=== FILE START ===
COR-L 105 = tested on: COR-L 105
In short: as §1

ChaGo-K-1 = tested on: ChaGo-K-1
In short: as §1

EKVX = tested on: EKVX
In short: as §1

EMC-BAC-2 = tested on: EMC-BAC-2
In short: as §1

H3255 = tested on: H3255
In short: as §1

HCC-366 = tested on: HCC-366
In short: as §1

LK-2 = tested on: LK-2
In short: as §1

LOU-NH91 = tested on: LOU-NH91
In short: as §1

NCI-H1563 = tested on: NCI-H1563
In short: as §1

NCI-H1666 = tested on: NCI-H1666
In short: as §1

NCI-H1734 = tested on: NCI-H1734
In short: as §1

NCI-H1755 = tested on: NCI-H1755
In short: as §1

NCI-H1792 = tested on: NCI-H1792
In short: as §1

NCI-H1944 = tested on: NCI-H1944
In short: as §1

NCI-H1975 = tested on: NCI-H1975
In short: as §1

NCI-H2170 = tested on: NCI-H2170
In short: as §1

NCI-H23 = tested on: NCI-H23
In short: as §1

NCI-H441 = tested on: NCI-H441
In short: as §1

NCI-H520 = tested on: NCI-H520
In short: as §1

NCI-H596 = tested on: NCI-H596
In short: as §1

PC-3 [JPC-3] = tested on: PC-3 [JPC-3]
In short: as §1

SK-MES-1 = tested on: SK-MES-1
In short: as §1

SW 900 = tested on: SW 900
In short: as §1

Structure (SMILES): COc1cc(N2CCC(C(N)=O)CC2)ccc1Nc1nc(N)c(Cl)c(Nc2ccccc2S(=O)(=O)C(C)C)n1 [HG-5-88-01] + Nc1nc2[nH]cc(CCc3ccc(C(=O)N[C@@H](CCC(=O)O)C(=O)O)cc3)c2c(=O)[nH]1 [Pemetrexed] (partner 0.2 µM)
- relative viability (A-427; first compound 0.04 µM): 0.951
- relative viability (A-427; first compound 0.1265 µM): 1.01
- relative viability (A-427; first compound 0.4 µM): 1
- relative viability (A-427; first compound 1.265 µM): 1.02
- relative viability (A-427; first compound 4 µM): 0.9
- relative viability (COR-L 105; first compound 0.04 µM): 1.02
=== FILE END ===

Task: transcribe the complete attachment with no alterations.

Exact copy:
COR-L 105 = tested on: COR-L 105
In short: as §1

ChaGo-K-1 = tested on: ChaGo-K-1
In short: as §1

EKVX = tested on: EKVX
In short: as §1

EMC-BAC-2 = tested on: EMC-BAC-2
In short: as §1

H3255 = tested on: H3255
In short: as §1

HCC-366 = tested on: HCC-366
In short: as §1

LK-2 = tested on: LK-2
In short: as §1

LOU-NH91 = tested on: LOU-NH91
In short: as §1

NCI-H1563 = tested on: NCI-H1563
In short: as §1

NCI-H1666 = tested on: NCI-H1666
In short: as §1

NCI-H1734 = tested on: NCI-H1734
In short: as §1

NCI-H1755 = tested on: NCI-H1755
In short: as §1

NCI-H1792 = tested on: NCI-H1792
In short: as §1

NCI-H1944 = tested on: NCI-H1944
In short: as §1

NCI-H1975 = tested on: NCI-H1975
In short: as §1

NCI-H2170 = tested on: NCI-H2170
In short: as §1

NCI-H23 = tested on: NCI-H23
In short: as §1

NCI-H441 = tested on: NCI-H441
In short: as §1

NCI-H520 = tested on: NCI-H520
In short: as §1

NCI-H596 = tested on: NCI-H596
In short: as §1

PC-3 [JPC-3] = tested on: PC-3 [JPC-3]
In short: as §1

SK-MES-1 = tested on: SK-MES-1
In short: as §1

SW 900 = tested on: SW 900
In short: as §1

Structure (SMILES): COc1cc(N2CCC(C(N)=O)CC2)ccc1Nc1nc(N)c(Cl)c(Nc2ccccc2S(=O)(=O)C(C)C)n1 [HG-5-88-01] + Nc1nc2[nH]cc(CCc3ccc(C(=O)N[C@@H](CCC(=O)O)C(=O)O)cc3)c2c(=O)[nH]1 [Pemetrexed] (partner 0.2 µM)
- relative viability (A-427; first compound 0.04 µM): 0.951
- relative viability (A-427; first compound 0.1265 µM): 1.01
- relative viability (A-427; first compound 0.4 µM): 1
- relative viability (A-427; first compound 1.265 µM): 1.02
- relative viability (A-427; first compound 4 µM): 0.9
- relative viability (COR-L 105; first compound 0.04 µM): 1.02